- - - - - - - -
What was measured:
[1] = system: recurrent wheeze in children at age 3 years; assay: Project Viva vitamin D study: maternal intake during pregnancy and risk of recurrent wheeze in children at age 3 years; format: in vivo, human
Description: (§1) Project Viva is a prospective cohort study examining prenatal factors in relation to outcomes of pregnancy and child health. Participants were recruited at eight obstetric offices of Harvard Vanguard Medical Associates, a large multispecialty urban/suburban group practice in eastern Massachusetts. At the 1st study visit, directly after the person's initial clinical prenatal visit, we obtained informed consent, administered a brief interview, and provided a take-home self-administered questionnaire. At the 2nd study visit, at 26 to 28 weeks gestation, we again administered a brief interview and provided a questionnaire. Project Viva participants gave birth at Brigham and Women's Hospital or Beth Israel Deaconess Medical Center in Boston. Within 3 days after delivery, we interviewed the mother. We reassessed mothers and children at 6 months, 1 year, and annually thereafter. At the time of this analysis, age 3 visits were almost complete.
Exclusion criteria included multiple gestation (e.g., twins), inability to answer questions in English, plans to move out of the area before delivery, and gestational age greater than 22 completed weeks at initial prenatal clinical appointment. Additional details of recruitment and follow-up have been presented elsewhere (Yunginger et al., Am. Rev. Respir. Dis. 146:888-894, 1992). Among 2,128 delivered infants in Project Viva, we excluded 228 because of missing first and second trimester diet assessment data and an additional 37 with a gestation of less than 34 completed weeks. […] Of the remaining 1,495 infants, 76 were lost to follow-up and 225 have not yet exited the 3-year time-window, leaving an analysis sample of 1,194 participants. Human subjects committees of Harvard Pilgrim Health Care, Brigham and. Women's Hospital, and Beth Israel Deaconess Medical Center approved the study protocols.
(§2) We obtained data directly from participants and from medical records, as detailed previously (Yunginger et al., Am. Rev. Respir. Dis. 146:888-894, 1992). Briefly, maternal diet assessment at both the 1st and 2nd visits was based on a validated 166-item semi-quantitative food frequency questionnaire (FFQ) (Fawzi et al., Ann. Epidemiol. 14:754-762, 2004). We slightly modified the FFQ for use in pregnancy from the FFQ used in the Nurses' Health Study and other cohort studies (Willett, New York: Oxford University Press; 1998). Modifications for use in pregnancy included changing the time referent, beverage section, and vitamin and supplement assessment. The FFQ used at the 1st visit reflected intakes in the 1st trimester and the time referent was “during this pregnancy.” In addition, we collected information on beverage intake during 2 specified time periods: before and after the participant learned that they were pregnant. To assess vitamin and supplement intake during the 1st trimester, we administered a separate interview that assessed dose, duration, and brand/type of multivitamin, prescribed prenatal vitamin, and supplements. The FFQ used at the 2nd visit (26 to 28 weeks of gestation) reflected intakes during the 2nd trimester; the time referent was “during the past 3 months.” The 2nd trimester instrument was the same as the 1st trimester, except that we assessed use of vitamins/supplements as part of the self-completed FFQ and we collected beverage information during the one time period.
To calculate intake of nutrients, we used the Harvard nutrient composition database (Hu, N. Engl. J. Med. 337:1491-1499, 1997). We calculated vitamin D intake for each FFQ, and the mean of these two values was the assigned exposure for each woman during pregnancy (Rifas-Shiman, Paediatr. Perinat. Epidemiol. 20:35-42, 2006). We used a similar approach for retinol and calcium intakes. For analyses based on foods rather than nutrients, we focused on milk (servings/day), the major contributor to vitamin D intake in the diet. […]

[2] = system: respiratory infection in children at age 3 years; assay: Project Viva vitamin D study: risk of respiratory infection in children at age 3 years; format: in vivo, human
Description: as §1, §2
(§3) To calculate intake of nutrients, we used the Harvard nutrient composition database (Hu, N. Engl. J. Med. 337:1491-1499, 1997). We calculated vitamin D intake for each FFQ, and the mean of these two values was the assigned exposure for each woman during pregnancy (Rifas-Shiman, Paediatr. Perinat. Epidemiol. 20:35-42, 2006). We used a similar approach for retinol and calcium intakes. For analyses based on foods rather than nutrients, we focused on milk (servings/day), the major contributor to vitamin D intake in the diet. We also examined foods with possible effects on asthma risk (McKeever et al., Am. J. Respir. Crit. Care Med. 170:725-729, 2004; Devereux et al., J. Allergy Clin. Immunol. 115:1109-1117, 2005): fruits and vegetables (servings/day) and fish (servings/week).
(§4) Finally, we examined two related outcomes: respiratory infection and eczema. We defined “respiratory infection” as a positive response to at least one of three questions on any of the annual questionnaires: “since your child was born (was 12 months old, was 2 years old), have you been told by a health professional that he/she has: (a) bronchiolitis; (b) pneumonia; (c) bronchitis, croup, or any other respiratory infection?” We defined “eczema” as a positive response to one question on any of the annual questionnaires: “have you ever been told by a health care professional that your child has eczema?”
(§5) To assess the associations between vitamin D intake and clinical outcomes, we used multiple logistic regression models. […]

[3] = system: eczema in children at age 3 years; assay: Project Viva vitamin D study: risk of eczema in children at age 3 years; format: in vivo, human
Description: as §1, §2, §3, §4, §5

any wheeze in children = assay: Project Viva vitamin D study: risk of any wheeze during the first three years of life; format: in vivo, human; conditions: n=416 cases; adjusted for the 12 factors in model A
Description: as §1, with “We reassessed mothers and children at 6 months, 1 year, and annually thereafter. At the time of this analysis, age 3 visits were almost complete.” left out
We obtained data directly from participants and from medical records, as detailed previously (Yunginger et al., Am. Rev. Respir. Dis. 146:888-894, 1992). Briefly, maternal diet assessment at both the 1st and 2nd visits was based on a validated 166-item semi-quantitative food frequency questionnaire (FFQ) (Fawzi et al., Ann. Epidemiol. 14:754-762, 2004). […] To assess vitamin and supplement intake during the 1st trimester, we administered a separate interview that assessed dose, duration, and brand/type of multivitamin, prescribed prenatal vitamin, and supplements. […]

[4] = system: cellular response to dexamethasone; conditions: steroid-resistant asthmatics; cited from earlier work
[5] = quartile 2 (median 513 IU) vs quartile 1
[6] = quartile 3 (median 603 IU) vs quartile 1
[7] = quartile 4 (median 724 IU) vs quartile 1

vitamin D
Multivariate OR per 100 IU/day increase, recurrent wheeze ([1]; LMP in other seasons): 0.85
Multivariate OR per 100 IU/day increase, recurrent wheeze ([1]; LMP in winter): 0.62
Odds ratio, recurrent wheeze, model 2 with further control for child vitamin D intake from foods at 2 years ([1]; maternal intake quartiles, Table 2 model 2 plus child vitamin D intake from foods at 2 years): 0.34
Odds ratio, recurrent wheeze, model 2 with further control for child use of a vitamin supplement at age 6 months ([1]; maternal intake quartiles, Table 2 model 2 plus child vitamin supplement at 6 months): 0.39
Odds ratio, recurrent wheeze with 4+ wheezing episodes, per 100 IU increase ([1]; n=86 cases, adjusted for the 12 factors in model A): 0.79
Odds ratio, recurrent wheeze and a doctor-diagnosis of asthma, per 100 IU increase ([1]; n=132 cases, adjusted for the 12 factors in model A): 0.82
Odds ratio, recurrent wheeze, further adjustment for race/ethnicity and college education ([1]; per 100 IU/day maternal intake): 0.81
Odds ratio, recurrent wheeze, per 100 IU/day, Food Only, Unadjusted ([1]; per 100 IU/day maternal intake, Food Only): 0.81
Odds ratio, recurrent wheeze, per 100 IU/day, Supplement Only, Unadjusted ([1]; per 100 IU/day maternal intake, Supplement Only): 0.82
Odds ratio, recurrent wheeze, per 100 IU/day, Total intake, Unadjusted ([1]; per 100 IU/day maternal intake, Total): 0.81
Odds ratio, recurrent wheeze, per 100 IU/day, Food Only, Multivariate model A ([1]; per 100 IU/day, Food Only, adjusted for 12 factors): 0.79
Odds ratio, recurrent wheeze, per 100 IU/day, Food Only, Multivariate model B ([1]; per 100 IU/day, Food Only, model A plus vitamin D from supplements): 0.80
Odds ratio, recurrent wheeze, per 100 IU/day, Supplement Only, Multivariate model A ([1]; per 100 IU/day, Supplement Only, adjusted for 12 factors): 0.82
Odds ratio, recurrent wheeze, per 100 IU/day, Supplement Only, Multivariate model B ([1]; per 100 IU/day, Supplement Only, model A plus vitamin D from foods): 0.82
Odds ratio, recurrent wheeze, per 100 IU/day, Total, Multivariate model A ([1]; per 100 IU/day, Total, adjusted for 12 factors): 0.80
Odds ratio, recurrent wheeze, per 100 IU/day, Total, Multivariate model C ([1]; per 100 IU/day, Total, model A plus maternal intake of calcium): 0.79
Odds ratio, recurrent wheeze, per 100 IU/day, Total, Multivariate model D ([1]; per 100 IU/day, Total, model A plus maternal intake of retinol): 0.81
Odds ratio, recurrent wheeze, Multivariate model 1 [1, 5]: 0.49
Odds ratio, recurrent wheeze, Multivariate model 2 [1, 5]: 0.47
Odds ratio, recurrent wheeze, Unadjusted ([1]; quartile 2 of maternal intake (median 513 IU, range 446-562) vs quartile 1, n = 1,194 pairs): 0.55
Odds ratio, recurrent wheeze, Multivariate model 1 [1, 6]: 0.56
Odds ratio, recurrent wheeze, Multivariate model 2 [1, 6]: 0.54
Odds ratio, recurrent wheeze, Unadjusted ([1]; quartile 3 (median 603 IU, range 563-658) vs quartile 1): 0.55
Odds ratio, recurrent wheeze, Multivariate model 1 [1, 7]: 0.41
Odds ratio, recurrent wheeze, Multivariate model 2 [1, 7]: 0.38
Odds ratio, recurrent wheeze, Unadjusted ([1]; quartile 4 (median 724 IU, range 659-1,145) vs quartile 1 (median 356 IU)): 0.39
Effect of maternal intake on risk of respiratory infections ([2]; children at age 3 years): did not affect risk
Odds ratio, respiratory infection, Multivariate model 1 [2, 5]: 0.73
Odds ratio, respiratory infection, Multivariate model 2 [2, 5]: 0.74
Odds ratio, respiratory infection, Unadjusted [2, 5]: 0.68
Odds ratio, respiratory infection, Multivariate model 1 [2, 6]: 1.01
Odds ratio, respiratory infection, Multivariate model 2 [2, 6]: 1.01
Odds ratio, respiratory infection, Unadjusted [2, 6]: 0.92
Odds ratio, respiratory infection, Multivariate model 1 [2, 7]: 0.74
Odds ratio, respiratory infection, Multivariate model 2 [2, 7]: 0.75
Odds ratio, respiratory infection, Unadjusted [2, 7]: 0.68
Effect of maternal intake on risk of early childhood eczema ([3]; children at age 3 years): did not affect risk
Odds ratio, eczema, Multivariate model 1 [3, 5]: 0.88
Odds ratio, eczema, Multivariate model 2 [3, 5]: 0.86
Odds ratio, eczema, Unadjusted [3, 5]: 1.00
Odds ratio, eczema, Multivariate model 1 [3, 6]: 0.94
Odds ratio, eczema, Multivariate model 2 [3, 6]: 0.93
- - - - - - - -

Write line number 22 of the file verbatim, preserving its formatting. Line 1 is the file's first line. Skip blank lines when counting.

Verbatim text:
Multivariate OR per 100 IU/day increase, recurrent wheeze ([1]; LMP in other seasons): 0.85